If These Places Could Talk

6 January 2021

If These Places Could Talk: Snapshots of Saskatchewan
by Crista Bradley, with artwork by Wendi Nordell
Published by Your Nickel’s Worth Publishing 
Review by Keith Foster
$19.95          ISBN 978-1-988783-59-8

You’re never too young, or too old, to learn and explore. Crista Bradley’s book, If These Places Could Talk: Snapshots of Saskatchewan, enables young readers and adults to do both.

Although technically a children’s book geared for ages five to ten, If These Places Could Talk will definitely appeal to adults as well. It’s perhaps of even more interest to adults than to children. Creating a multi-generational book is no small feat.

This book is ideal for grandparents to read to their young ones. It will not only delight children, but grandparents can take a trip down nostalgia lane, supplementing Bradley’s text with their own memories of growing up in Saskatchewan. The text, photos, and Wendi Nordell’s illustrations will undoubtedly trigger many memories.

These forty-eight pages cover a lot of territory, depicting ninety-one places in Saskatchewan, and cover a variety of topics, from homes, offices, churches, schools, businesses, and recreation sites. A two-page map pinpoints where each site is located.

Each photo or illustration is accompanied by a thumbnail text describing the building or location. These snippets of information are designed to whet the appetites of young Saskatchewan explorers.

Some of these places are historic sites; others are simply well-known and frequently visited places like the Milky Way in Regina. Nordell’s mouth-watering illustration of a banana split enhances the experience of a visit.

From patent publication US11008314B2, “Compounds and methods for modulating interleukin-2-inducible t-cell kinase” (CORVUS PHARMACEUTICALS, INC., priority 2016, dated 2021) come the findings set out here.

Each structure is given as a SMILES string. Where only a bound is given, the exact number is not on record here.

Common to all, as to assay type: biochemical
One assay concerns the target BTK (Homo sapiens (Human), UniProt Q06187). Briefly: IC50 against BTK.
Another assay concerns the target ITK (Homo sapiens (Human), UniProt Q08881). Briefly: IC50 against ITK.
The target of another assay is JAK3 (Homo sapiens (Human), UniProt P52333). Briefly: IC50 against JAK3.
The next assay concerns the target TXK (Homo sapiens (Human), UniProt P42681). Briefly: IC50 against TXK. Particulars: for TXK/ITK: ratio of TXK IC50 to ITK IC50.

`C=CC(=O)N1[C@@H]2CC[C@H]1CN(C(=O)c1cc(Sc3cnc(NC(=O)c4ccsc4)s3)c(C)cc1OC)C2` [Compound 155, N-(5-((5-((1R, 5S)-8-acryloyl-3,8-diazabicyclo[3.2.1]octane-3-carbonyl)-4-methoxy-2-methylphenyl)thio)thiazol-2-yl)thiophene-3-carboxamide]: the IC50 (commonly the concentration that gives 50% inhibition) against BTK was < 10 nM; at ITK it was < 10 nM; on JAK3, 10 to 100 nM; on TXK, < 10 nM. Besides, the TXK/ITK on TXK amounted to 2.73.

Artwork is an effective tool of communication. Nordell’s colourful illustrations draw young eyes to the pages, and black and white photos awaken older, tired eyes to memories of the past.

These images deserve to be more than glanced at; they’re meant to be savoured. Look at the sod house with a little girl feeding chickens, just one of her many chores on a farm. This image conveys the feeling of what living in rural Saskatchewan was like in the early days.

Look at the photo of people in their bathing suits swimming in Wascana Lake around 1920. Yes, people really dressed like that at the beach. People back then wore more clothes to go swimming than some people these days wear to go shopping.

Notice the variety of dwellings, like tipis, sod houses, log cabins, and the Balfour Apartments. When it opened in 1930, the Balfour was the tallest and largest apartment building in Saskatchewan. It featured self-operating elevators, the first in Regina.

Take time to admire churches like the elaborate Doukhobor Prayer House at Veregin, Shiloh Baptist Church near Maidstone, built by the first Black community in Saskatchewan, and Holy Trinity Anglican Church at Stanley Mission, the oldest building still standing in Saskatchewan.

Bradley has a rhyming poem running throughout her book, praising the glories of Saskatchewan places. Each stanza is geared to various aspects of each grouping of places.

This book encourages exploration by stimulating young imaginations, one of the greatest gifts one can give. If These Places Could Talk: Snapshots of Saskatchewan –  designed for children, but adults will love it too.


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